Also, according to Dr Ramesh, many young people start on an exercise regime at their gym without a pre-cardiac check-up and even go for exercises such as weight training, which increases the thickness of the heart wall.

A thickened heart muscle and changes in the structure of heart cells can cause changes in the heart’s electrical system, resulting in fast or irregular heartbeats. Atrial fibrillation can also raise the risk of developing blood clots, which can travel to the brain and cause a stroke.

Some even take supplements that are not good and cause damage to the heart, leading to arrhythmia (irregular or abnormal beating of the heart).

Dr Ankur Phatarpekar, director cath lab and interventional cardiologist, Symboisis Hospital, Mumbai stressed that a healthy heart is essential for general wellbeing.

At any age, adopting a healthy lifestyle can help you avoid heart diseases and reduce your risk of a heart attack or stroke,” he said, adding that even if one has previously had a heart attack, changing their habits to support good health can make a difference.

COVID-19 and heart diseases

Dr Ramesh pointed out that while increasing heart diseases have been an observable trend over the last decade, the rise in cases last year is more concerning. There is empirical evidence supporting that statement.

A massive study carried out in the US on over 1.5 lakh volunteers, whose findings were published in February this year, showed that even a mild case of COVID-19 can increase a person’s risk of cardiovascular problems for at least a year after being infected by the virus.

Researchers found that rates of many conditions such as heart failure and stroke were substantially higher in people who had recovered from COVID-19 than in people in a similar cohort who hadn’t had the disease.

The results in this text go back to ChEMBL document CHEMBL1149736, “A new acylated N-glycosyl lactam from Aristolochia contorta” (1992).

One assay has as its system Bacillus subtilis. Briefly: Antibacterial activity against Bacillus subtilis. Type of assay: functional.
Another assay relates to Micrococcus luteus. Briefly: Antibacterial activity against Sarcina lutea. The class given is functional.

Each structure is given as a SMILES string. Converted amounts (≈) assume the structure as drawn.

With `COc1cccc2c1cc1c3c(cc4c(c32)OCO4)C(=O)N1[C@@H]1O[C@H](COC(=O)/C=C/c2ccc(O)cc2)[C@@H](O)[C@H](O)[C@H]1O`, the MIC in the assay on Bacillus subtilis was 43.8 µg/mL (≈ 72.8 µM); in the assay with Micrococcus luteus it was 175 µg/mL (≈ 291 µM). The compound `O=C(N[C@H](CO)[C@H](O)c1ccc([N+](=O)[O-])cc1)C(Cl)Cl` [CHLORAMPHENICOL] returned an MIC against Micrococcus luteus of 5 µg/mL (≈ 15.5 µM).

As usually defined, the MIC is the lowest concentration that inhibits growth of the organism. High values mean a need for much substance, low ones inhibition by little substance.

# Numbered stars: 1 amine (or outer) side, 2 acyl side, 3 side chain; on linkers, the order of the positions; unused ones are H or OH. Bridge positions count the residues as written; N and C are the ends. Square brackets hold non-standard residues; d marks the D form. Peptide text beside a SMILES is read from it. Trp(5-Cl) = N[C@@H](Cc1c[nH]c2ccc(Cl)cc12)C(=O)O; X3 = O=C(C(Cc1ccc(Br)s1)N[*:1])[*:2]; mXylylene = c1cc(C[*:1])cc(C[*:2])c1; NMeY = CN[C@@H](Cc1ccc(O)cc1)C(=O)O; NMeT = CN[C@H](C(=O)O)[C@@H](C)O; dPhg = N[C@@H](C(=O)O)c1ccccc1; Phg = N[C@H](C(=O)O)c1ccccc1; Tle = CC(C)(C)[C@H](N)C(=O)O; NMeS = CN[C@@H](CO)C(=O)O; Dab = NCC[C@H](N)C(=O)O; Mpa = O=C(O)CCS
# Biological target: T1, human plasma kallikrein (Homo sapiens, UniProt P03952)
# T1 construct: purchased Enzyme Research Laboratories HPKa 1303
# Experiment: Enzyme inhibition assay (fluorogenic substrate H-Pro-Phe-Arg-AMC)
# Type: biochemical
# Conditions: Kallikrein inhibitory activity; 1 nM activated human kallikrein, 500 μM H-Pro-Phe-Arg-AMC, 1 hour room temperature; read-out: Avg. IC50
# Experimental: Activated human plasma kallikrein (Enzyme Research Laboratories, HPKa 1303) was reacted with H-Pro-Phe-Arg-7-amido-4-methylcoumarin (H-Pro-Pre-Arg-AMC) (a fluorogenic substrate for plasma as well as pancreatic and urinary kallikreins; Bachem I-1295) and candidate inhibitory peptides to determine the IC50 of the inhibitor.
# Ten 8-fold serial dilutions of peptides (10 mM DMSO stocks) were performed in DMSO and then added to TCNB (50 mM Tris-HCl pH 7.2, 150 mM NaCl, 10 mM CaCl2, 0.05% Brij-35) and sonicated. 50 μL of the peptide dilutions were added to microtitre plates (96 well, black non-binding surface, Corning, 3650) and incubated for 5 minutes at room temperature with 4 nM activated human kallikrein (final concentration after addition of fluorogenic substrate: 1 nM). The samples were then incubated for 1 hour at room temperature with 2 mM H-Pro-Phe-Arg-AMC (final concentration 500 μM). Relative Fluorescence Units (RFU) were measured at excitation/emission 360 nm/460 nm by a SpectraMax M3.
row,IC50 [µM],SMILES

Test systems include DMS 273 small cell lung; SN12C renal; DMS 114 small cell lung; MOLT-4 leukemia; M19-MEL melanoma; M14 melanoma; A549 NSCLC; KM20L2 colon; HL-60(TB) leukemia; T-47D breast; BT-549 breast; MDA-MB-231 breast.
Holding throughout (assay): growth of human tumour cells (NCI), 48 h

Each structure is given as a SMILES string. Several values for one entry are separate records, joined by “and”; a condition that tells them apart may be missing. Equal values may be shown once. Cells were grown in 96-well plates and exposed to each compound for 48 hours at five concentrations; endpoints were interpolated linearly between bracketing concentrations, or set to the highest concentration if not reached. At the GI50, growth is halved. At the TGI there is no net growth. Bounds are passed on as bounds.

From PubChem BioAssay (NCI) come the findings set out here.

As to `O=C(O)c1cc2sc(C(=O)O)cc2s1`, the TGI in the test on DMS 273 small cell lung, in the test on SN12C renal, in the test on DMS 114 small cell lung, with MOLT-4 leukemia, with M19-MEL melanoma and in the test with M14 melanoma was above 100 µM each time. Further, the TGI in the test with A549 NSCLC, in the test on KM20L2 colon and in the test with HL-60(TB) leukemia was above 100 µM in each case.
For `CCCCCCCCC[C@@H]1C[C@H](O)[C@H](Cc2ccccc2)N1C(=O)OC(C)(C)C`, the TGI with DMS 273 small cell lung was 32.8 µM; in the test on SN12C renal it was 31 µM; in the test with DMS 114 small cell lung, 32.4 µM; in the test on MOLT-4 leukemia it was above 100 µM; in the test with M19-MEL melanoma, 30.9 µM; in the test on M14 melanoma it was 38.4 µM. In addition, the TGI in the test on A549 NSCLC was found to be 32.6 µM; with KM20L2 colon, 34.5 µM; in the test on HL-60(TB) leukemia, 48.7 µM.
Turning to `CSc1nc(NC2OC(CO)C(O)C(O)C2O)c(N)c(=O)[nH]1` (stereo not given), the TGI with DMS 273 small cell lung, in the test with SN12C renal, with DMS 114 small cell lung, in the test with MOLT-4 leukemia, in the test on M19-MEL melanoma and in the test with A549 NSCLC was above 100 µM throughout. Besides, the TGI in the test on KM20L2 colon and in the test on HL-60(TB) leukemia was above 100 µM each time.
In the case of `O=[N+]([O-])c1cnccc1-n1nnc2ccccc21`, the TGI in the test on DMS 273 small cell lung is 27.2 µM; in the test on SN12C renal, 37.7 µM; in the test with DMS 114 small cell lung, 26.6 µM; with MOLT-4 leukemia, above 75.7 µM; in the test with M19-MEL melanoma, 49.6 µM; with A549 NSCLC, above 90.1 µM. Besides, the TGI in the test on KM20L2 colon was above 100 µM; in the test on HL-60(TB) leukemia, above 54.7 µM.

The most alarming finding was that the risk was elevated even for those who were under 65 years of age and lacked risk factors.

These results highlight the indirect burdens of COVID-19 that people worldwide may have to bear for a long time to come.

Immediate assistance needed for those in dire need

Dr Mehta pointed out that many patients may often be revived with cardiopulmonary resuscitation (CPR), an emergency procedure that can help save a person’s life if their breathing or heart stops.

During cardiac arrest, the heart cannot pump blood to the rest of the body, including the brain and lungs. Death can happen in minutes without treatment and most estimates show that about 9 in 10 people who have cardiac arrest outside a hospital die.

CPR, which is a set of chest compressions accompanied by blowing into the airway of the patient, can help revive patients or at least keep them alive until expert medical help is available

There has to be general awareness and basic training on CPR given to a large number of volunteers and automated external defibrillators installed in public places,” Dr Mehta said, pointing out that in some developed countries such as the US, there are defibrillators installed at places such as auditoriums, airports and malls

Some other experts however said that while defibrillators may also be visible in many public areas in India as well, but they are few and far between and knowledge of how to keep those undergoing heart emergencies alive is woefully lacking.

The Ancient Times